Moreover, moving beyond individualism toward an appreciation of the inherent value in other persons opens the soul to immeasurable joy. As Fulwiler puts it: “unexpected graces always come into your life when you’re open to the people whom God sends your way, whether it’s babies or friends in need or anyone else.” She saw the principle at work among Mexican friends, and others raised with Christian culture: “the way they saw it, you make time for your work as it fits your family; you don’t make time for family as it fits into your work.” This openness to others radically changed Jennifer’s life, her relationship with her husband, and the entire life of her family. “I came into faith and into parenthood with a mindset that my existence was ultimately about me, and that the hallmark of a good life was being able to control everything to my own taste. I thought that intimate service to others was only something you do for a few years when the kids are young. Now I saw it as the foundation of a rich, fulfilling life.” In this fast-paced world, bombarded with pressures to succeed materially, Jennifer Fulwiler’s change of heart serves as a reminder not to lose oneself among things that matter not. To put others before self, beginning with God, brings great peace. Life always has suffering, but a rightly ordered life will have peace: “when you put connections with other people first, things tend to work out. You might face difficulties. . . But you will never, ever regret putting love first.”

One Beautiful Dream tells a very personal story, but one that can reach a wide audience: men, women, single or married, artists wondering how to pursue their craft, and anyone interested in what the common struggles of a modern Catholic family are. It discusses the issue of living in the world, but not of it, and shares the beauty of lives transformed by love. And, while Jennifer Fulwiler’s writing is very intelligent, it is also extremely accessible.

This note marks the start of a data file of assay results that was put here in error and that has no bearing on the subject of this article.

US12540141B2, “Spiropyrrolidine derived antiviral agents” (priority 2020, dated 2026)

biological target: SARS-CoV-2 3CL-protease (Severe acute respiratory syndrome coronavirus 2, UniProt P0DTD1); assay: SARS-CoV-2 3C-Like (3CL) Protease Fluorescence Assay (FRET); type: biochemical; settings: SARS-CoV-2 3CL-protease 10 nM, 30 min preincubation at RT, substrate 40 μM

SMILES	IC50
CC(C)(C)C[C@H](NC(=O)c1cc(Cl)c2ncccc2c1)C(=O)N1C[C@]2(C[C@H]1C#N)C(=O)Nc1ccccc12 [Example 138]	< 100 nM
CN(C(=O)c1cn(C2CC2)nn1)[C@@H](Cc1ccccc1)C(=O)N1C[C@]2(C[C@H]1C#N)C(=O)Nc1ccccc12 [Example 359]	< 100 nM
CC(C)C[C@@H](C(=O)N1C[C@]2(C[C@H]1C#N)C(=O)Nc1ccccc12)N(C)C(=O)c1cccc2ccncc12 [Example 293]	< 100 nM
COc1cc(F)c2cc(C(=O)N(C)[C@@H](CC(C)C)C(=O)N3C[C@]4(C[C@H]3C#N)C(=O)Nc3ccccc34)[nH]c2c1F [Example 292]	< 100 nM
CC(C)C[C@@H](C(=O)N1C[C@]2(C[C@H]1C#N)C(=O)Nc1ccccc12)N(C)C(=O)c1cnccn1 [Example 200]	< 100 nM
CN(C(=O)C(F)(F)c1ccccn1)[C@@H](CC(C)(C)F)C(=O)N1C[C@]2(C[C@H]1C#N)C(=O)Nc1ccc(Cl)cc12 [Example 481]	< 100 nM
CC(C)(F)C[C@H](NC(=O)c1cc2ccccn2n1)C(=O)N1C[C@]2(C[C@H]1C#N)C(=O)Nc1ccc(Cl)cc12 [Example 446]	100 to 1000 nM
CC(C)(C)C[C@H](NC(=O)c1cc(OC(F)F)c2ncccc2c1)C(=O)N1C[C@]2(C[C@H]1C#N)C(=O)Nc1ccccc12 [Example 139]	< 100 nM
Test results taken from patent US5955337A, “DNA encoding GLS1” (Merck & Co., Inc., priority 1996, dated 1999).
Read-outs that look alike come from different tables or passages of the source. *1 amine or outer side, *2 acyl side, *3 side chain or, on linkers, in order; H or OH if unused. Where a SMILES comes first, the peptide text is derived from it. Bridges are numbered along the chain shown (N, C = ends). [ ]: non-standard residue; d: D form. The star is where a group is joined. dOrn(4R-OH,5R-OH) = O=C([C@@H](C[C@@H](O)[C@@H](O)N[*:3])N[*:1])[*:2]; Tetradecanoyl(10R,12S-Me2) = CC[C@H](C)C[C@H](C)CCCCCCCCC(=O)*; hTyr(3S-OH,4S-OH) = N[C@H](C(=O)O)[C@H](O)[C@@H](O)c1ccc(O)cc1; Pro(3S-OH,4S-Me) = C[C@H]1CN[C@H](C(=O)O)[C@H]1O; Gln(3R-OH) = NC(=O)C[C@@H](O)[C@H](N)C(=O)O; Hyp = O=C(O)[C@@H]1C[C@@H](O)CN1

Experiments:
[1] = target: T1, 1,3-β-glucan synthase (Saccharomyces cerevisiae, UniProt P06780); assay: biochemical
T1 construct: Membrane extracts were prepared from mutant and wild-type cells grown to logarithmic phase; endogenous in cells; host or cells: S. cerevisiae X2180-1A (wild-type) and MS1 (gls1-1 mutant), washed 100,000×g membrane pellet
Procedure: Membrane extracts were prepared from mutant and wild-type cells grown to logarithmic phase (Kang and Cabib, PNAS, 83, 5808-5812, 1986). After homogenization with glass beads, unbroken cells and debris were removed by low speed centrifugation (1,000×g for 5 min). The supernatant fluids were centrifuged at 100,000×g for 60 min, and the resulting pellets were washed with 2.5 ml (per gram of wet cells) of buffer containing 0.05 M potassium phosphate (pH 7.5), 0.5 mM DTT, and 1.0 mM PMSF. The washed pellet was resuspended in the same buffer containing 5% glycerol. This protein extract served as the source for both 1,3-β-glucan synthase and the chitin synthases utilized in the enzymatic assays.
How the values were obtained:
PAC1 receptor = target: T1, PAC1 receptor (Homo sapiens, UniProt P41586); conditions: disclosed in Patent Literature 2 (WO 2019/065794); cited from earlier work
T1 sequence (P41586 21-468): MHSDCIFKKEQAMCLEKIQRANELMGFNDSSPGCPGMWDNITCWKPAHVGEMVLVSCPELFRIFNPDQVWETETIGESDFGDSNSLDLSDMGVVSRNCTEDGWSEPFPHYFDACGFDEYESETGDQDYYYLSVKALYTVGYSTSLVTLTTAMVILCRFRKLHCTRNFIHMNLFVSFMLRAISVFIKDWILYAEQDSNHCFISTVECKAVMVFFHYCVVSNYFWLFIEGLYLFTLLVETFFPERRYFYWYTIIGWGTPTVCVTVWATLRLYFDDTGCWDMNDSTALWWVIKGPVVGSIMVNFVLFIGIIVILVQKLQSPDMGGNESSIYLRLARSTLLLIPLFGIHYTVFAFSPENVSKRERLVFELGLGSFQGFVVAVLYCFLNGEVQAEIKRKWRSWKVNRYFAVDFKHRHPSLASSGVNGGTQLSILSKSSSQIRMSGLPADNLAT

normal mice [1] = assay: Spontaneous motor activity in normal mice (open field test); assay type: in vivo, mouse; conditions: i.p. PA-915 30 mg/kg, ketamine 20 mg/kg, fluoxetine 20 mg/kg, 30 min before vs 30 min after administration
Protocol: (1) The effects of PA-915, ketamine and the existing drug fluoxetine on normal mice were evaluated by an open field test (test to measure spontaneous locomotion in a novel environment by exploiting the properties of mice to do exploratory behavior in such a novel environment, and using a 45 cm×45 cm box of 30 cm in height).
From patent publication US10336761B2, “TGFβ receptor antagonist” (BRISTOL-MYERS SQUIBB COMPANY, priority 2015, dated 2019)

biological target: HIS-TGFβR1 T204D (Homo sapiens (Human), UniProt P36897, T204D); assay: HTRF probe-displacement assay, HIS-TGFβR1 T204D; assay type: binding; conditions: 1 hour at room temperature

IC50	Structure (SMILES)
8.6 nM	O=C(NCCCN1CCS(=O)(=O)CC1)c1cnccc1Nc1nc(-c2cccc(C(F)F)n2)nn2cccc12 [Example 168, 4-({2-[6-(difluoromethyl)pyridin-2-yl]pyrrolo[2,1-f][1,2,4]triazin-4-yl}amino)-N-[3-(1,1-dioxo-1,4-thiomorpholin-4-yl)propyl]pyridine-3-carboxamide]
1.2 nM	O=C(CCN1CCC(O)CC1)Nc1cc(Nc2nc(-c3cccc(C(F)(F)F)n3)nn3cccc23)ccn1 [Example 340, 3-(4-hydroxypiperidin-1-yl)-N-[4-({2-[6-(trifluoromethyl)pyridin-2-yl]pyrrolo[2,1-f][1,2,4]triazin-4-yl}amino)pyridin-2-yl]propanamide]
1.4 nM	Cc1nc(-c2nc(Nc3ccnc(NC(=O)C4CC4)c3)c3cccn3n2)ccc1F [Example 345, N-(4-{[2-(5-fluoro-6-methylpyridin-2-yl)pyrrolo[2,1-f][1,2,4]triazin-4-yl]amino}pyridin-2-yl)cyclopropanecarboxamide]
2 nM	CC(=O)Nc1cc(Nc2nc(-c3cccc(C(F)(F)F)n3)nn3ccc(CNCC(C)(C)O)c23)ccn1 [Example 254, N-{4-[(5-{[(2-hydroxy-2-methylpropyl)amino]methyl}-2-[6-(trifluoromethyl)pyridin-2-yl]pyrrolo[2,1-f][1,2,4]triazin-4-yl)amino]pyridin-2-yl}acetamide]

Elizabeth Anderson is a stay-at-home mother and independent writer. A graduate of Christendom College, she worked for several years at Population Research Institute. She resides in Michigan with her husband, Matthew, and their four small children.


Galileo Revisited – Paschal Scotti

Scotti, Paschal. Galileo Revisited: The Galileo Affair in Context. San Francisco: Ignatius Press, 2017. 312 pages.
Reviewed by Matthew K. Minerd, PhD.

Few stories are as deeply embedded in the founding myth of modernity as is the story of the “Gallileo affair,” wherein the famed scientist was sentenced to house arrest during the pontificate of Pope Urban VIII after over a decade of controversy with the Holy See’s representatives. Even today, this event is used as a supposed proof of the Church’s purported bias against modern science (and, in more vehement circles, against knowledge in general). History easily attests against such claims, given the profound debts owed to the Church who was the first steward of the universities of the Western world, as well as the great host of Catholics of high scientific merit including Blaise Paschal, Gregor Mendel, Pierre Duhem, and Georges Lemaître, to name a few. Likewise, with regard to the particular events surrounding Galileo’s case, the Catholic Church acknowledged very publicly during the papacy of St. John Paul II the errors committed in this matter by the Church’s personnel.